It seems that the deferred examination fee policy currently in effect in the Japanese Patent Office has caught the attention of the USPTO. The USPTO has just proposed a similar change that would effectively provide a 12-month extension to the provisional patent application period.
Currently, a nonprovisional application can be filed without filing fees or an executed oath or declaration. The applicant subsequently receives a Notice of Missing Parts of Nonprovisional Application requiring payment of the filing fees and submission of the executed oath or declaration.
Under the proposed change, the applicant would be permitted to file a nonprovisional application containing at least one claim within the 12-month statutory period after the filing of the provisional application, pay the basic filing fee ($330), and submit an executed oath or declaration. The application would need to be in condition for publication and the applicant would not be able to file a nonpublication request. The applicant would then receive a Notice of Missing Parts with a 12-month-from-filing deadline, at which point the applicant would pay the outstanding search and examination fees ($760) along with any excess claim fees, and a surcharge.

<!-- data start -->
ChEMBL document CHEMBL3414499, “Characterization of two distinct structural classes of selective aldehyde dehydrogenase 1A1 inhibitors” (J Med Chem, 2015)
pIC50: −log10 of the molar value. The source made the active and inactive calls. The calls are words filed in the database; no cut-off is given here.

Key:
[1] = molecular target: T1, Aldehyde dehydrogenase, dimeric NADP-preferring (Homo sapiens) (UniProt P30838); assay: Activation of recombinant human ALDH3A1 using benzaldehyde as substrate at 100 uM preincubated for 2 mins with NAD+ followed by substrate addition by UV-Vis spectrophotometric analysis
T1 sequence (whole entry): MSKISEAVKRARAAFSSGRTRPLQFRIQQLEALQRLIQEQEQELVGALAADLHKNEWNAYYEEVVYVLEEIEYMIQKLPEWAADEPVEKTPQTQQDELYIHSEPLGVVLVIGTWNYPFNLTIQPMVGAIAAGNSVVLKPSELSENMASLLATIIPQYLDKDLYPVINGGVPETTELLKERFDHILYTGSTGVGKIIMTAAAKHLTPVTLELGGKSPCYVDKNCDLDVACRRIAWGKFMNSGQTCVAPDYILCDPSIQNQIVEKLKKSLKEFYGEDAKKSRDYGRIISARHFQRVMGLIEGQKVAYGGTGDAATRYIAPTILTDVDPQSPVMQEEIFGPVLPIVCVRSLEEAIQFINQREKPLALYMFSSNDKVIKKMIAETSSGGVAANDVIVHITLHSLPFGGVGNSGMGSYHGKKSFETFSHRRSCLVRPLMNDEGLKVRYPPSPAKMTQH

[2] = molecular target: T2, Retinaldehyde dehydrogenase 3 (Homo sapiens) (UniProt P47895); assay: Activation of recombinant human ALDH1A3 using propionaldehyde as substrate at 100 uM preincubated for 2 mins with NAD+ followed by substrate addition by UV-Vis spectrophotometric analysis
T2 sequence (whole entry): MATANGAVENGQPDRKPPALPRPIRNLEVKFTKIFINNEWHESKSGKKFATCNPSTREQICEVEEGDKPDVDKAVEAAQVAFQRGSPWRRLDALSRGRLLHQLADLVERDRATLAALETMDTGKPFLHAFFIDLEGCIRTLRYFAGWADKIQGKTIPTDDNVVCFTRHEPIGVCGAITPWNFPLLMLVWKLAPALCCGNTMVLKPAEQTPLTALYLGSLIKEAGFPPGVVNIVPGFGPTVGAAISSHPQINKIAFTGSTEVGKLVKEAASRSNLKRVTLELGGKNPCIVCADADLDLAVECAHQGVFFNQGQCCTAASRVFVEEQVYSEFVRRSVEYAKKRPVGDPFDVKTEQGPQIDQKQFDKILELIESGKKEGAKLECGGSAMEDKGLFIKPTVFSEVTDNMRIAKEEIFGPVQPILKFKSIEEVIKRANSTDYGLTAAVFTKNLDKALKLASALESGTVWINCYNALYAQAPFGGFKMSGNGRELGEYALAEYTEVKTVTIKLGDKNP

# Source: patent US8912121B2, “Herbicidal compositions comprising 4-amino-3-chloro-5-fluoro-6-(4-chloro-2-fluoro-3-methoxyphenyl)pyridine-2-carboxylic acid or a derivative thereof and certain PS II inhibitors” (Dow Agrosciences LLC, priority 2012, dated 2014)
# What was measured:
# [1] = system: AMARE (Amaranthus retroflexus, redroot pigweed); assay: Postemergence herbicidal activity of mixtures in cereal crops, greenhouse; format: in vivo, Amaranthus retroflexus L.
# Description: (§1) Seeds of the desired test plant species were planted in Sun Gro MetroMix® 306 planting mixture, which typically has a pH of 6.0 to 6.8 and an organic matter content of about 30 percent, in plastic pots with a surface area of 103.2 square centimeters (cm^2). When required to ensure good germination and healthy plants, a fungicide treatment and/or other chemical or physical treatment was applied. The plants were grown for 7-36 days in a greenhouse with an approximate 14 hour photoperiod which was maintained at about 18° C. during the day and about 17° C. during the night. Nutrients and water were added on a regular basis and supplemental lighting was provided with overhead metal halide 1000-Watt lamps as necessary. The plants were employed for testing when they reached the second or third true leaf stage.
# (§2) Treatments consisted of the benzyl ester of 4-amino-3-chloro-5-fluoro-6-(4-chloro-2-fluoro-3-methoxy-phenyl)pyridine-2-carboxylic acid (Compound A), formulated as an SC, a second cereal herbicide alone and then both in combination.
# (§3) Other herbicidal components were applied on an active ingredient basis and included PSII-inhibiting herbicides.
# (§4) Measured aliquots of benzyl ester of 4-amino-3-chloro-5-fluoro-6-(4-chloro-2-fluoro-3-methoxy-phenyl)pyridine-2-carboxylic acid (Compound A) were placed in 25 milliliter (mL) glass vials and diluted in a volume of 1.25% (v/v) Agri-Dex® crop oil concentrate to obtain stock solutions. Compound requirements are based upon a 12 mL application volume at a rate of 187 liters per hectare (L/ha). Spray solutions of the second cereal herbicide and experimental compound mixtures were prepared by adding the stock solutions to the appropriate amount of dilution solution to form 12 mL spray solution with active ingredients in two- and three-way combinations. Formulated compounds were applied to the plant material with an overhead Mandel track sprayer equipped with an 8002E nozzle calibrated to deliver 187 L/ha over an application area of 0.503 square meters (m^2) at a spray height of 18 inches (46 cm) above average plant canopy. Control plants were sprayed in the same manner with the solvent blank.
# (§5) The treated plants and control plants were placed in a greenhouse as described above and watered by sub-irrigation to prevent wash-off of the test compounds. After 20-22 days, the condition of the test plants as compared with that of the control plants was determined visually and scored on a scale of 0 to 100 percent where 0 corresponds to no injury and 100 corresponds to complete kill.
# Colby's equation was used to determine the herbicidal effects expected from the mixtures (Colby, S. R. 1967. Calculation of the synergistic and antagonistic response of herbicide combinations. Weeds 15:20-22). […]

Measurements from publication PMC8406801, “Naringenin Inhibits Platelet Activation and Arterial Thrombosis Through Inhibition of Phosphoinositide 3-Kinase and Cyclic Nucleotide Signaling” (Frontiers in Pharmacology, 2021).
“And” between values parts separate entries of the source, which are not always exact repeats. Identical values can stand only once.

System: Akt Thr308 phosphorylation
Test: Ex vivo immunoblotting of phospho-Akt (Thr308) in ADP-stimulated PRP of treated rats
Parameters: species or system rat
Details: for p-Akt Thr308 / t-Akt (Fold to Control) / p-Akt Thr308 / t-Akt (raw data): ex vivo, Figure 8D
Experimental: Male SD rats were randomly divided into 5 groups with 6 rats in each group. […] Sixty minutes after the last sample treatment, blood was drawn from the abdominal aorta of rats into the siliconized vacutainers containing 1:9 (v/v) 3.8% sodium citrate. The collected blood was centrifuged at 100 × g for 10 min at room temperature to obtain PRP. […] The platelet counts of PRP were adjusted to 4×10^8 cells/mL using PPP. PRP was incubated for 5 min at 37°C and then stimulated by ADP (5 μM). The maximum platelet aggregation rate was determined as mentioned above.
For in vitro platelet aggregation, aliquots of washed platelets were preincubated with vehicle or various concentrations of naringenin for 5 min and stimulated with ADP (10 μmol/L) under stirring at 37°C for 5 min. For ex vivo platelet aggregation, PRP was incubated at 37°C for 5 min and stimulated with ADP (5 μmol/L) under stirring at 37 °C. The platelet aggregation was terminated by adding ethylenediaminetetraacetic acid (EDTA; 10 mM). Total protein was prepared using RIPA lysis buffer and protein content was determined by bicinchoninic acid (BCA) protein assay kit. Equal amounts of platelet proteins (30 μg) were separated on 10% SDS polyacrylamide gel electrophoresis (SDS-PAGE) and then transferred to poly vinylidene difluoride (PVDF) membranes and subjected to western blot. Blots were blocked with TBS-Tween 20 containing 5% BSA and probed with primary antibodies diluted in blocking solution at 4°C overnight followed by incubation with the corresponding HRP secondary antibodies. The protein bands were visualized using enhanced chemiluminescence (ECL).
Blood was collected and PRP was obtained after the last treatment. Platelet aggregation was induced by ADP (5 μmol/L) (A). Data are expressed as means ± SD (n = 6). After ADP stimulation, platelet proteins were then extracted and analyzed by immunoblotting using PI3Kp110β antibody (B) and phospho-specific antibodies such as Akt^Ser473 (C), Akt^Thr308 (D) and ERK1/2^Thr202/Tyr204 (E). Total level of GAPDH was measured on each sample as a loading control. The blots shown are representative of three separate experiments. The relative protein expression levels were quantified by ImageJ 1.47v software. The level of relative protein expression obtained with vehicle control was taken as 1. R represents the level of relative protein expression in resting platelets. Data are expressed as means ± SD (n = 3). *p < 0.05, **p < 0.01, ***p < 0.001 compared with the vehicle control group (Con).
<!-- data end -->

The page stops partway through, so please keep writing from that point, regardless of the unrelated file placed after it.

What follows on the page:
The benefits of this change are three-fold:
The deferred search and examination fees would grant the applicant additional time to “test the market” before deciding to continue with prosecution.
Applications which applicants decide not to prosecute are removed from the USPTO’s workload
The public benefits by the increase in applications that enter the pool of prior art.
This proposed change is currently open for comment until June 1, 2010. Then it’s a matter of if and when it gets implemented.